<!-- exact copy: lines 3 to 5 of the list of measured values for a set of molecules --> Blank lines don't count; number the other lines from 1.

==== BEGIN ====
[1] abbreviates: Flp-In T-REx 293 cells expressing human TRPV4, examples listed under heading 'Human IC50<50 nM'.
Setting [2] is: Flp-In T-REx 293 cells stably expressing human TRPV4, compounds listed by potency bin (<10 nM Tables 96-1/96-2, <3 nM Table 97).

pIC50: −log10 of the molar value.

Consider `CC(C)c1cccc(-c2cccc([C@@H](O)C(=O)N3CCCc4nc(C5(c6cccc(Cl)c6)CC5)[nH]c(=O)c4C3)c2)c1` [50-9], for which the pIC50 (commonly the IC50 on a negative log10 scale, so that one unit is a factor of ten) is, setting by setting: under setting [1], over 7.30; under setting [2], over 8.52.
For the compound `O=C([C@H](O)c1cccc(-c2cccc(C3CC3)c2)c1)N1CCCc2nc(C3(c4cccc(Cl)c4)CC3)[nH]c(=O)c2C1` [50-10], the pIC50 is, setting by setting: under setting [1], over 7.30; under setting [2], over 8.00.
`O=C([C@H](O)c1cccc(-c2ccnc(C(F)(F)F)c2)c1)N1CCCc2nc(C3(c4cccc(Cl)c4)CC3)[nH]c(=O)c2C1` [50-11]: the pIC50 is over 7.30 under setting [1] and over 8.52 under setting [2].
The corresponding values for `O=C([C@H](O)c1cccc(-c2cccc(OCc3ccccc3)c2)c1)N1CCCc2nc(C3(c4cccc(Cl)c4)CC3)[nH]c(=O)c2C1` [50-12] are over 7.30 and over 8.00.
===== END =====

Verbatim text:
pIC50: −log10 of the molar value.

Consider `CC(C)c1cccc(-c2cccc([C@@H](O)C(=O)N3CCCc4nc(C5(c6cccc(Cl)c6)CC5)[nH]c(=O)c4C3)c2)c1` [50-9], for which the pIC50 (commonly the IC50 on a negative log10 scale, so that one unit is a factor of ten) is, setting by setting: under setting [1], over 7.30; under setting [2], over 8.52.
For the compound `O=C([C@H](O)c1cccc(-c2cccc(C3CC3)c2)c1)N1CCCc2nc(C3(c4cccc(Cl)c4)CC3)[nH]c(=O)c2C1` [50-10], the pIC50 is, setting by setting: under setting [1], over 7.30; under setting [2], over 8.00.